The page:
It has been breezy all day today and tomorrow will be the same. The wind is forecast to be 20 kts and the seas will be lumpy – judging by today’s practice it is going to be a bumpy ride.
Today was my first sail on board Taz, Bernie Evan Wong’s Reichel Pugh 37, and the first time our crew has sailed together.
Taz is the kind of boat that makes you grin from ear to ear sailing downwind; she is light (with a carbon hull), has a big sail area and is responsive. Half of the crew on board for the Caribbean 600 have sailed together on Taz and half have not so one afternoon of practice felt a little pressured to pull the crew together ready for the race.
It is amazing really how a group of people that do not all know each other can combine in a common activity, find a working relationship and get stuff done.
We tacked our way upwind, winding through the waves keeping the boat powered up and practicing tacking and our upwind positions. The first kite hoist went remarkably well and in a blink we had shot off what seemed a disproportionate amount downwind.
The boat was tweaked and cajoled and slowly we managed to find our feet as a crew arriving back at the dock a good deal wiser than when we left and not a cross word uttered.
The thing I love about offshore racing is that over time everyone will be able to come into their own; today was about watching and learning for me and I feel a little more prepared this morning for the race ahead. Over time I look forward to working with the rest of our crew and offering something new into the mix.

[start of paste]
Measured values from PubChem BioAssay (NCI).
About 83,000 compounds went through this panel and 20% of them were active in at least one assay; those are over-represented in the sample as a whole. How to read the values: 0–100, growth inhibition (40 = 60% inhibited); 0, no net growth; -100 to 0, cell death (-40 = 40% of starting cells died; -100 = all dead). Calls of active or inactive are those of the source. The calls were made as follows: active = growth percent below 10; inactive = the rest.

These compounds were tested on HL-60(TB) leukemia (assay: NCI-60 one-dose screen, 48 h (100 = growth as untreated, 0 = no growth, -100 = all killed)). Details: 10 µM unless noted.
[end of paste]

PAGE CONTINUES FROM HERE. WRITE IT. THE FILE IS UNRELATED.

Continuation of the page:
The wind outside my hotel room has whipped up to a frenzy and the rain is lashing down as an aggressive little cloud passes over the top of Falmouth harbour. It is 21.15 at night and there is music outside but no raging party like the night before; instead people are quietly finishing drinks and meals and heading back home for an early night before we hit a windy Caribbean tomorrow.
The Caribbean 600 yacht race will start on Monday at 11am local time under a beating Caribbean sun for 600 miles of intense and full on racing passing 11 Caribbean Islands. I will be reporting from the rail of one of the smallest boats in the fleet.
This race was started in 2009 and is now well established and attracting some big hitters from the sailing world to try their luck against the naturally challenging course which will include beautiful robust trade winds, outlying reefs and rocks, wind shadows caused by volcanos and dodging boats coming in the other direction on the tighter corners of the course.
A record 68 boats will cross the start line tomorrow.
The race will start from Antigua and head North towards the bottom corner of Barbuda and round a turning mark then across to leave Nevis, St Kitts and Saba to Starboard.
Round the top of Saba the course turns to the North East and boats will sail zig zag over to St Barth’s which must be left to Port ( including all of its many off lying islands and rocks which will produce tricky navigation in the dark) then switching direction to round Saint Martin to Starboard.
Once St Martin is clear the fleet will have a chance to ramp up a gear and enjoy a solid reaching trade wind over a 170 mile leg cutting between the Islands close to Monserrat and finally arriving the West of Guadeloupe.
Here the fleet will enter stealth mode on the trackers. The west side of Guadeloupe is where previous races have been won or lost as the enormous wind shadow cast by the island can have boats parked up for hours while others find a fickle lucky breeze and carry on through.
The idea of allowing the fleet to hide during this section brings an extra element of tension to the race; you choose your own track and won’t know if it pays or not until popping out on the other side.
After continuing South to round Isles des Saintes and then La Désirade the fleet will then head back up the Eastern side of Guadeloupe, to the turning mark off Barbuda and then a final circuit out to the tiny island of Redonda to the West before finishing in Antigua.
Sounds exhausting? It will be – this course offers every challenge and condition a sailor could imagine except icebergs and snow.